It was not so much what one or two people said that bothered Zach Brown, although he certainly did not appreciate the draft day analysis of his ability.
It was what nearly every other NFL team did — or did not do — that really bothered him and served as motivation throughout his rookie season. They didn’t draft him.
“For me [I want] to prove that I should have been the first linebacker taken off the board,” Brown said. “That’s how I felt — that I was the best linebacker, I could do everything. So I had a chip on my shoulder thinking I was the best linebacker in that draft class.”
Clearly, he was in the minority in that regard.
NFL Network analyst Mike Mayock’s opinion was that Brown, the Tennessee Titans’ second round selection, played as if he was “somewhat allergic to contact.” Rotoworld’s Josh Norris dubbed him “pillow hands” and Greg Cosell of NFL Films classified him as an “avoid-contact player.”
None of it was high praise. Likewise, it hardly was consistent with someone taken so high in the selection process (52nd overall, ninth among the 33 linebackers picked).
“It did irritate me,” he said. “If you watch my film, you don’t see somebody who is allergic to contact. I led my team in tackles. I was up for the Butkus Award. Who would lead their team in tackles … and they’re allergic to contact?”
Sure enough, he had a team-high 105 tackles for North Carolina as a senior. He also forced three fumbles, made 13.5 tackles for loss and earned All-America recognition from several outlets.
Still, Mayock’s comment was the one that caught people’s attention. It was concise and biting but also memorable enough that it was repeated often that day and in the weeks that followed.
Brown certainly heard it. Then he had to answer questions about it, which he did with a patience that belied his true feelings.
“The guy clearly didn’t know what he was talking about,” Brown said. “… To me, I don’t have respect for him because he judged me before I was even able to play [in the NFL].
“To do the things I did in my rookie year just showed he was wrong.”
Brown made his first start in Week 2 against San Diego and eventually started 13 of 16 games. He finished tied for third on the Titans with 93 tackles, third with three interceptions and fourth with five and a half sacks.
He capped the season with two interception returns for touchdowns — one for 79 yards — in a victory over Jacksonville. And he revealed recently that he did all of that with an injured left shoulder that required postseason surgery. He said he hurt it in the preseason but put off the corrective procedure until he wouldn’t miss any games.
All of that might have put an end to the talk about whether or not he was physical enough for the NFL, but in his mind it was just a start.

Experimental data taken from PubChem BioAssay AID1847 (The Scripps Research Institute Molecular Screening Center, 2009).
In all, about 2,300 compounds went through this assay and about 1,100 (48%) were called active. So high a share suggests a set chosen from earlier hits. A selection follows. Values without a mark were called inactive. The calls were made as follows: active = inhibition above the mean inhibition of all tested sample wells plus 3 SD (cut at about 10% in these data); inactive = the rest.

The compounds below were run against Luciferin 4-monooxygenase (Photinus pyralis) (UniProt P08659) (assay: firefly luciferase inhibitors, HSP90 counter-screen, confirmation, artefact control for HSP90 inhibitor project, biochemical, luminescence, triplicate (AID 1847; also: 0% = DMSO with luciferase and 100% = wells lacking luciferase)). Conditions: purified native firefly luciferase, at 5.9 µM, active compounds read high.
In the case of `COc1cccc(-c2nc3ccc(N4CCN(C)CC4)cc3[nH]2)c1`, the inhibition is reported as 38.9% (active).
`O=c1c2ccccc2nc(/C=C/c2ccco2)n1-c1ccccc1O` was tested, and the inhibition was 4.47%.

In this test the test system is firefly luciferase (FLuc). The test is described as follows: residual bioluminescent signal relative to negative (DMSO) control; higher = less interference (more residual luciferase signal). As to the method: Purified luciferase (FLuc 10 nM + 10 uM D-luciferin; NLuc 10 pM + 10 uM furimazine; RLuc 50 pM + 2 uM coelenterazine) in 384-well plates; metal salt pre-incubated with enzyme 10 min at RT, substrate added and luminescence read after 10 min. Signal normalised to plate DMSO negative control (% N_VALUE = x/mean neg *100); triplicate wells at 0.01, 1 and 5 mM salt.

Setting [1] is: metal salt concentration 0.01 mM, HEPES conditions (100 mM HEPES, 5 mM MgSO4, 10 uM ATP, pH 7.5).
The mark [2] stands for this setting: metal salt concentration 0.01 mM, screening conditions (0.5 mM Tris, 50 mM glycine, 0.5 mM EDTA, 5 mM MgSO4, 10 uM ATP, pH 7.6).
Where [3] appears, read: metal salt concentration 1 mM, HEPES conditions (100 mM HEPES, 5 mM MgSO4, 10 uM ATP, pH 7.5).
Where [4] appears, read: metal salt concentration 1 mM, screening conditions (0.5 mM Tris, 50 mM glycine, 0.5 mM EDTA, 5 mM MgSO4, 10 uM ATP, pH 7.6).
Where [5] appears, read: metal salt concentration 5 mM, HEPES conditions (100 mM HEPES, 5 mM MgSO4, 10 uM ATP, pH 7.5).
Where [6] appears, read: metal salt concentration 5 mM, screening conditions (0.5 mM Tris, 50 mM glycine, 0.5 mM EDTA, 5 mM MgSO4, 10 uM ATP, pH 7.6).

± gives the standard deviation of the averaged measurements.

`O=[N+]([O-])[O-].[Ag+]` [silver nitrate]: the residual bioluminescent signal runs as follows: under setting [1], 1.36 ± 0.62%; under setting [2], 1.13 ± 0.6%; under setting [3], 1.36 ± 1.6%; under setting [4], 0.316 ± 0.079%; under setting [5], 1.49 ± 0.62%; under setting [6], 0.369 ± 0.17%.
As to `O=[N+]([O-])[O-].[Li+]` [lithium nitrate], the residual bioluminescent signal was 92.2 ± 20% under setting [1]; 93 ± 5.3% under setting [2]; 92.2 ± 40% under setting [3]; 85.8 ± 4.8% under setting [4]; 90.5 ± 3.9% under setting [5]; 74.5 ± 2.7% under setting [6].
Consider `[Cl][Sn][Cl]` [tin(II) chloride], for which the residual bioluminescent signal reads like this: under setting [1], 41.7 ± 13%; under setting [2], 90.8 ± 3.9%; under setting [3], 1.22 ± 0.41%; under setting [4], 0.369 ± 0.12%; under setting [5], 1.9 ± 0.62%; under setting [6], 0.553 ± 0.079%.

“I got to outperform my rookie year,” he said. “Not too many rookies get all of that in their rookie year. So, for me, I’m like I have to get more sacks, tackles and touchdowns. If you have a good defense, you might not get as many tackles. But interceptions and stuff … for me, I take pride in it.”
If draft boards could be revised, he’s confident that he’s made gains.
Among all rookie linebackers only Houston’s Whitney Mercilus, with six, had more sacks. Among outside linebackers, just three rookies made more tackles.
However, three of the five players who got votes for Defensive Rookie of the Year were linebackers, including the winner, Luke Kuechly of Carolina. Brown was not one of them.
“I have to be No. 1,” he said. “I have to prove it each year. … I was a little on the disappointed side that I didn’t get as many sacks as I should have had. I should have had like eight or 10.
“Now I can use my left arm, I can get [blockers] off me. I’m saying I’m going to … get the ’55 rule,’ five picks and five sacks. It’s a good year if you get that. … You just have to perform and make plays every game. That’s my thing — make plays, do the job, make the other team worry about you … when they show that film.”
Coincidentally, 55 is the number Brown wears for the Titans, and he is comfortable that anyone who watches film of Titans games won’t see No. 55 shying away from contact.
In fact, most games he is eager to get that first hit out of the way.
“I’ll be nervous before games,” he said. “After the first snap, it’s all said done. You set the tempo if you just get that initial shock out of the way. Then I’m out there playing my game and trying to prove that other teams should have drafted me when they had the chance.”